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The pathophysiology of global ischemia and reperfusion
Brian J. O'Neil, Department of Emergency Medicine, William Beaumont Hospital, Royal Oak, MI, USA,
Raymond C. Koehler, Department of Anesthesiology, Johns Hopkins University, Baltimore, MD, USA,
Robert W. Neumar, Department of Emergency Medicine, University of Pennsylvania School of Medicine, Philadelphia, PA, USA,
Uwe Ebmeyer, Klinik für Anaesthesiologie und Intensivtherapie, Otto-von-Guericke Universität, Magdeburg, Germany,
Gary S. Krause, Department of Emergency Medicine, Wayne State University, Detroit, MI, USA
Sudden, unexpected death claims nearly 1000 lives each day in the United States and is the fifth leading cause of all deaths in the western world. Cardiac arrest occurs over 300 000 times per year both in the United States and Europe with the risk for persons 35 years and older estimated at 1 per 1000. In those patients resuscitated from cardiac arrest, nearly 60% die from a neurological cause. Despite every effort, only 3%–10% of all resuscitated patients are able to resume their former lifestyles.
To date, there are no clinically effective pharmacologic tools for amelioration of brain damage by ischemia and reperfusion. Clinical trials conducted more than a decade ago utilizing postresuscitation treatment with barbiturates or calcium antagonists were disappointing. More recently, clinical treatment of stroke with a radical scavenger (trilazad), intercellular adhesion molecule-1 antagonist (Enlimomab), glutamate receptor antagonist (Aptiganel, gavestinel), glutamate release inhibitor (Lubeluzole), ganglioside administration (GM1), calcium channel blockade, or upregulation of the GABA receptor (Clomethiazole) were all found ineffective. This suggests that our understanding of the mechanisms involved in damage and repair in neurons remains incomplete and further therapeutic progress will require the delineation of the primary mechanisms involved in neuronal injury and repair.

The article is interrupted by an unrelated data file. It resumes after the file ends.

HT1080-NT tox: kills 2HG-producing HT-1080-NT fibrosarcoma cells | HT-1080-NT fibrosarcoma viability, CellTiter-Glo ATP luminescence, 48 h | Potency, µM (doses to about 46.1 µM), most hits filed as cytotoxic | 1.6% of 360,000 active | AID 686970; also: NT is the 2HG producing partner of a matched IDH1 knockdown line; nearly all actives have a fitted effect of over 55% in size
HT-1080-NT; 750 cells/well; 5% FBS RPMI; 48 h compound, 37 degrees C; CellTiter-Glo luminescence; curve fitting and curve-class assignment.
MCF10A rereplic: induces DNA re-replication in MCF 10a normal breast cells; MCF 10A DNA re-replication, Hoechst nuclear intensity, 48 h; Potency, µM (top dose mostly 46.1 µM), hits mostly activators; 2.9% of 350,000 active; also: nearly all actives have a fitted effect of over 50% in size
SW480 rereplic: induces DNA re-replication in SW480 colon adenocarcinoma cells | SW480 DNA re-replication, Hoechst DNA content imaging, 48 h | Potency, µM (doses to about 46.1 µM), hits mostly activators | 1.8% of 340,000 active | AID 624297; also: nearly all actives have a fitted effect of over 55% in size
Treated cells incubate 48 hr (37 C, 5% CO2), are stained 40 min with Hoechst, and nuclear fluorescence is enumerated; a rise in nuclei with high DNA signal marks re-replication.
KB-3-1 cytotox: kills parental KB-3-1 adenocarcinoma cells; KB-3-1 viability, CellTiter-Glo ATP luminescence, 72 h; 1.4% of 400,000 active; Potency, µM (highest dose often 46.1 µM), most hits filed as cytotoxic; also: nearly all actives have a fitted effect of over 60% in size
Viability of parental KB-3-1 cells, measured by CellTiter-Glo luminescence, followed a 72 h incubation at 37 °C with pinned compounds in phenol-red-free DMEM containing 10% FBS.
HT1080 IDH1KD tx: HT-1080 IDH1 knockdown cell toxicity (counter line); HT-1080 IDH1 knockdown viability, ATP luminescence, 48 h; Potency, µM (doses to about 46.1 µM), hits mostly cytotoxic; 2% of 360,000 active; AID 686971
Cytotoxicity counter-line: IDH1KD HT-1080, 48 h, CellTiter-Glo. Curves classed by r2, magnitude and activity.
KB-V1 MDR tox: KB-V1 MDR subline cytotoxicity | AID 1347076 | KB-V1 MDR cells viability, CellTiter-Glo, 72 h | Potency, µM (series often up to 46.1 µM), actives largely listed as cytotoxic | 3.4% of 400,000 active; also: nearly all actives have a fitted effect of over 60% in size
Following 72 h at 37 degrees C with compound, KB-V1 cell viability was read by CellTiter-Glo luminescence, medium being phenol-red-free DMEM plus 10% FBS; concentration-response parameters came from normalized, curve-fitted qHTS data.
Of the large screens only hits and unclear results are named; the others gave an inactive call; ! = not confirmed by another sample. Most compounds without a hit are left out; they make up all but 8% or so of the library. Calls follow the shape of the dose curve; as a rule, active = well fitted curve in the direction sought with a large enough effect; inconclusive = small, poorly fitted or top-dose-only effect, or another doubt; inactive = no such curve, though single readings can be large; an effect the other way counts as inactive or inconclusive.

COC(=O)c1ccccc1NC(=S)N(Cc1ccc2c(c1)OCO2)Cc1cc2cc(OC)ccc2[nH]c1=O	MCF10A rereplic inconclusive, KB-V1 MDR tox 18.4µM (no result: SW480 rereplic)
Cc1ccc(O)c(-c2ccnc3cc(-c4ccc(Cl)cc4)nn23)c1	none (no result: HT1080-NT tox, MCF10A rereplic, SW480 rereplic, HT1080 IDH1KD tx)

Although the picture is still incomplete, a few things are clear.
The majority of damage occurs not during ischemia but during reperfusion. Nevertheless, the two processes work sequentially to increase neuronal damage (i.e., lipolysis during ischemia potentiates the radicalmediated peroxidation of polyunsaturated fatty acids (PUFAs) during reperfusion).
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